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The Virginia militia is an armed force composed of all citizens of the Commonwealth of Virginiamarker capable of bearing arms. The Virginia militia was established in 1607 as part of the British militia system. Militia service in Virginia was compulsory for all free males. The main purpose of the Crown's militia was to repel invasions and insurrections and to enforce the laws of the colony.

17th Century

In 1623 the Virginia General Assembly commanded, "that men go not to worke in the ground without their arms; That no man go or send abroad without a sufficient partie well armed." In 1661 Governor William Berkeley stated, "All our freemen are bound to be trained every month in their particular counties." The British county lieutenant system was employed as the population grew and every county had a lieutenant appointed who became the chief militia officer of the county. The militia system was originally used to defend against Native American tribes of the Tidewater area of Virginia. As the slave population grew in Virginia the militia played a role in keeping slaves from running away or from revolting through the use of militia patrollers. [150015]An Act for making more effectual provision against Invasions and Insurrections, February 1727. This Virginia militia system was put to the test in 1676 during Bacon's Rebellion. The Crown's Militia was victorious over Nathaniel Bacon who tried to seize power. The English Bill of Rights of 1689 guaranteed Virginians as loyal British subjects the following:

  • That the raising or keeping a standing army within the kingdom in time of peace, unless it be with consent of Parliament, is against law;
  • That the subjects which are Protestants may have arms for their defence suitable to their conditions and as allowed by law;


A Well Regulated Militia During the French and Indian War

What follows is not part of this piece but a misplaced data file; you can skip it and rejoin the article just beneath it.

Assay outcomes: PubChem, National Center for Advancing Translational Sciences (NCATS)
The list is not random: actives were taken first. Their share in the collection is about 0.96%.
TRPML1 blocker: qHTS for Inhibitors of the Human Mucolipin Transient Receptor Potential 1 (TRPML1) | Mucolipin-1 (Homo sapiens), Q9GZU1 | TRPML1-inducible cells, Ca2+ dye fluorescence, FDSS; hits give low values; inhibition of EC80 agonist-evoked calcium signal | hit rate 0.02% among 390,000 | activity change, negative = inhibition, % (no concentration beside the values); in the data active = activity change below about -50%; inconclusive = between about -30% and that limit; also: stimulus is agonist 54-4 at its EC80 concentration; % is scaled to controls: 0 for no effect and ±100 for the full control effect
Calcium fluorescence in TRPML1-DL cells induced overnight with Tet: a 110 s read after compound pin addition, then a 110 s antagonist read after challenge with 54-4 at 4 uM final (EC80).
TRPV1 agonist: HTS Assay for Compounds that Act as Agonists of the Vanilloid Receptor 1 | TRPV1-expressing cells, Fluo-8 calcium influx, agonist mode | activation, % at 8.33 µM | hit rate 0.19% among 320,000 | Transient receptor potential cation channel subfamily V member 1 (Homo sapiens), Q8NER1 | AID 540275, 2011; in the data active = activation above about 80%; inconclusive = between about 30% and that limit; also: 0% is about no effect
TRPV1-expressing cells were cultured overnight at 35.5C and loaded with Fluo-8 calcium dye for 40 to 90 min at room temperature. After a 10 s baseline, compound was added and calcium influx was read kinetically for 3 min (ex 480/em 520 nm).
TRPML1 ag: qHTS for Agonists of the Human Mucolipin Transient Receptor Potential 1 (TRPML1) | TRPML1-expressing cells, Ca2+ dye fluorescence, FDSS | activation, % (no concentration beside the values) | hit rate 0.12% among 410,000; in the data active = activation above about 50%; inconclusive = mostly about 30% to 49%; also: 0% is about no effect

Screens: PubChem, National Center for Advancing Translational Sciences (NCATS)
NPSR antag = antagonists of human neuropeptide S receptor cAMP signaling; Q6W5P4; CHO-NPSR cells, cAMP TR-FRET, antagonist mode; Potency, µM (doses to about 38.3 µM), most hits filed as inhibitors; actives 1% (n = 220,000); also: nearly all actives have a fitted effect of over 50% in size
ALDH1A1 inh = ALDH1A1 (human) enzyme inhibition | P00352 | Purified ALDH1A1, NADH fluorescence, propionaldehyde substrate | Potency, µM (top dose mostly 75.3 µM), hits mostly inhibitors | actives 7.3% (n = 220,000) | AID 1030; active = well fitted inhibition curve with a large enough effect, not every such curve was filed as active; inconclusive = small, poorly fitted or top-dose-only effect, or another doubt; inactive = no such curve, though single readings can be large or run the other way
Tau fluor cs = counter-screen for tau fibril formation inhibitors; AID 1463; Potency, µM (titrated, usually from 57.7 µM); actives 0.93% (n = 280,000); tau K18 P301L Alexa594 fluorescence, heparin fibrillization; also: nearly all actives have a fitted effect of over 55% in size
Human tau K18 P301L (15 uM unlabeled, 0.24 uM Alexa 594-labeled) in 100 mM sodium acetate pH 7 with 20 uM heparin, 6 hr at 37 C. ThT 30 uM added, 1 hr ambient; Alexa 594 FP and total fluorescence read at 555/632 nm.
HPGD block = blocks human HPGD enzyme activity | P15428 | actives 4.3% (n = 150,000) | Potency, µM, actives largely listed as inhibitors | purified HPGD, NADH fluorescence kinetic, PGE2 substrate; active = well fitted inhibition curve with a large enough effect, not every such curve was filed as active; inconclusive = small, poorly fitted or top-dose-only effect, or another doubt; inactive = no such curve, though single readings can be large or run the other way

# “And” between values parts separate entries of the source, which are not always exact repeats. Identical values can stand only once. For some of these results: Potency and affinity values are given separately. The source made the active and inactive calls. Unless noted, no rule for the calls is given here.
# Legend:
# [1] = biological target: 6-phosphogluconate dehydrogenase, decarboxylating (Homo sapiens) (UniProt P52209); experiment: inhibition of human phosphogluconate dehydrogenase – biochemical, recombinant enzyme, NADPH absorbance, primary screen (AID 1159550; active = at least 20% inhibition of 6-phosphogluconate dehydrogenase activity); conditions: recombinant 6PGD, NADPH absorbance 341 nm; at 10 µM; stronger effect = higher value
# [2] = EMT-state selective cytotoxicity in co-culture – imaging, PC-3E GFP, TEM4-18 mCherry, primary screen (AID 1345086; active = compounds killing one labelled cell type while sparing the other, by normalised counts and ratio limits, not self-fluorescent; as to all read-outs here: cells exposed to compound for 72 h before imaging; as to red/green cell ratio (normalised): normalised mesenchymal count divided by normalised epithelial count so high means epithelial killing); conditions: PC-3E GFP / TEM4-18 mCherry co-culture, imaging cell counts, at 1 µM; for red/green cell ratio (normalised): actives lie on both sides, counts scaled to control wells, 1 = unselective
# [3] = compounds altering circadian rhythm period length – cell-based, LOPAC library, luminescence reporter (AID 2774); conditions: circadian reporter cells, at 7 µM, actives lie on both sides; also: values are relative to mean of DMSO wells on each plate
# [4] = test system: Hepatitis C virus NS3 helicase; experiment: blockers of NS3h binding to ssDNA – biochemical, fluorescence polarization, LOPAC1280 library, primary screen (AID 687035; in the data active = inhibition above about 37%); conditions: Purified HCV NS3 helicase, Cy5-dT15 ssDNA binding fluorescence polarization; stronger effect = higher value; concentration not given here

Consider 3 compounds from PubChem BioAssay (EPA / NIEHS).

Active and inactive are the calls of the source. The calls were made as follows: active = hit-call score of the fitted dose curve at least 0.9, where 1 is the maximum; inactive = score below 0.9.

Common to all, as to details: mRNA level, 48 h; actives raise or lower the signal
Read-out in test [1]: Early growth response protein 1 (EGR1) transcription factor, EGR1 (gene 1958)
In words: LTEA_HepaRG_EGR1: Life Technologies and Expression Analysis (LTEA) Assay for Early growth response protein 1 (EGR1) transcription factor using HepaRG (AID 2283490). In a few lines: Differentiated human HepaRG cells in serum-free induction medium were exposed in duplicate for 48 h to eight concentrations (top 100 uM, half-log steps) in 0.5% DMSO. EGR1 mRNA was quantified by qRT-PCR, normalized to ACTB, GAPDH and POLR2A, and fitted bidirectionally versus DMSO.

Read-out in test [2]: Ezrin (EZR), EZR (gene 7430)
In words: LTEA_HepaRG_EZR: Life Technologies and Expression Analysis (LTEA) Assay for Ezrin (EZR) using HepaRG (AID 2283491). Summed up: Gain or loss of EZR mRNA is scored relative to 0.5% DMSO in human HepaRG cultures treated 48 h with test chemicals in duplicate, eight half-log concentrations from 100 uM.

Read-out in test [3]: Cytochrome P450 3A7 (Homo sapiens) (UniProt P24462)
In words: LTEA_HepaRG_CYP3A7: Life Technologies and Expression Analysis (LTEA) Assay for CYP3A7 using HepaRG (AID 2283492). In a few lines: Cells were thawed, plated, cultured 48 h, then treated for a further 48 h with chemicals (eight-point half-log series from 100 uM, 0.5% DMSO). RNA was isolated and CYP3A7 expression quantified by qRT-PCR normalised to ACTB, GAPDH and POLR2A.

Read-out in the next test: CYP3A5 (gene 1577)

An Act for the better regulating and disciplining the Militia, April 1757:
"WHEREAS it is necessary, in this time of danger, that the militia of this colony should be well regulated and disciplined...And be it further enacted, by the authority aforesaid, That every person so as aforesaid inlisted (except free mulattoes, negroes, and Indians) shall be armed in the manner following, that is to say: Every soldier shall he furnished with a firelock well fixed, a bayonet fitted to the same, a double cartouch-box, and three charges of powder, and constantly appear with the same at the time and place appointed for muster and exercise, and shall also keep at his place of abode one pound of powder and four pounds of ball, and bring the same with him into the field when he shall be required...And for the better training and exercising the militia, and rendering them more serviceable, Be it further enacted, by the authority aforesaid, That every captain shall, once in three months, and oftner if thereto required by the lieutenant or chief commanding officer in the county, muster, train, and exercise his company, and the lieutenant or other chief commanding officer in the county shall cause a general muster and exercise of all the companies within his county, to be made in the months of March or April, and September or October, yearly; and if any soldier shall, at any general or private muster, refuse to perform the command of his officer, or behave himself refractorily or mutinously, or misbehave himself at the courts martial to be held in pursuance of this act, as is herein after directed, it shall and may be lawful to and for the chief commanding officer, then present, to cause such offender to be tied neck and heels, for any time not exceeding five minutes, or inflict such corporal punishment as he shall think fit, not exceeding twenty lashes. .." [150016]